We have explained elsewhere that in light of the damage and failure of institutions under GMA, second-best institutions like people power become necessary precisely to rebuild and strengthen Philippine democracy.

Failing to demand GMA’s resignation, the S.J. Commission reduces its call to reforms for implementation by GMA’s administration.  The S.J. Commission wants a credible independent counsel as a way to demand accountability from the high-level officials.  It wants a genuine impeachment process.  Well, if GMA won’t voluntarily resign, why would she dig her own graveyard by creating an independent counsel and allowing herself to be impeached?

If I were GMA, I would even dialogue with the authors of the S.J. Commission Guidelines, string them along, and neutralize them.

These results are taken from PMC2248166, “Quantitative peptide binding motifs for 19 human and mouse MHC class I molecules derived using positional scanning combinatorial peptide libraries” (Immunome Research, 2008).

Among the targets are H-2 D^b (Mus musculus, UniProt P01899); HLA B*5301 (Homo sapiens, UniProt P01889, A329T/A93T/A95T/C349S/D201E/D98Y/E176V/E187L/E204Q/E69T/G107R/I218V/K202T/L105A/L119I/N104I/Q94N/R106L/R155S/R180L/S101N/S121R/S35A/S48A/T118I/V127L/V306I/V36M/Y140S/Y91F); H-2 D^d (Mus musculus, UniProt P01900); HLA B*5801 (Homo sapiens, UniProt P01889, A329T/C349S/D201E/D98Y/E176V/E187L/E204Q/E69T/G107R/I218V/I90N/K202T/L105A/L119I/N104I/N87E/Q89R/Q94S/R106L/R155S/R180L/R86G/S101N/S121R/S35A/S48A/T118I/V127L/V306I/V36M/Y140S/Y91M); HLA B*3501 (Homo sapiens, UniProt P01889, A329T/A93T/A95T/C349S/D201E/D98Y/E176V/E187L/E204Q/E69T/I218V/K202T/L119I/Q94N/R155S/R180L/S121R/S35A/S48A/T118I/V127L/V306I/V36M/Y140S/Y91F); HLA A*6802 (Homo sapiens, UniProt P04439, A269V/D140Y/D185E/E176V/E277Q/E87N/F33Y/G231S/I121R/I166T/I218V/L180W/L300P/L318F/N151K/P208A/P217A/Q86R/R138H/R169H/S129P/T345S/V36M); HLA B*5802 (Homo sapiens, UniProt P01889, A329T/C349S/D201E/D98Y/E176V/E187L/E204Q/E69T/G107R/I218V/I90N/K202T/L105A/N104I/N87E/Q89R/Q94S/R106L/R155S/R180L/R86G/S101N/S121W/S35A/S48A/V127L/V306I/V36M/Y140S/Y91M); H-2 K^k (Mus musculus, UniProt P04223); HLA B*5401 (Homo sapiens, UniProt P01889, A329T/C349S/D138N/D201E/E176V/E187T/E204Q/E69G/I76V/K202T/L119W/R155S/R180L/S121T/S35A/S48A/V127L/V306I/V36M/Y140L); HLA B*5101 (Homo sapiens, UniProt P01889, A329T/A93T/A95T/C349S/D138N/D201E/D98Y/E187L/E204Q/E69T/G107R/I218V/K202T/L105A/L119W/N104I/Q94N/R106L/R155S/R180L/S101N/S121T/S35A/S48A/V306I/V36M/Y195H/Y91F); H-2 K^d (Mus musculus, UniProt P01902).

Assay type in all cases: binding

Recall the bishops’ demand, influenced by their ideological gurus in Loyola Heights, to have the Executive Order preventing GMA’s Cabinet from meaningfully participating in Senate inquiries lifted.  GMA easily granted that concession.  The bishops got what they wanted.  But Cabinet members will continue to invoke executive privilege, even to cover up a crime.

So it wouldn’t be a surprise if GMA appointed an independent counsel named Merceditas Gutierrez II and allowed impeachment complaints against her filed by the Lozanos and Pulidos.

That the S.J. Commission statement disappoints makes me turn to the stand taken by other Jesuit-related units as guide for discernment and action.  While the S.J. Commission produced a paper of 12 pages that is non-threatening to GMA, the faculty members of the Ateneo de Manila Political Science Department and the students forming the Ateneo Debate Society came out with short statements that explain why GMA must resign.  I can likewise turn to the La Salle brothers who are at the forefront of the movement to energize people power.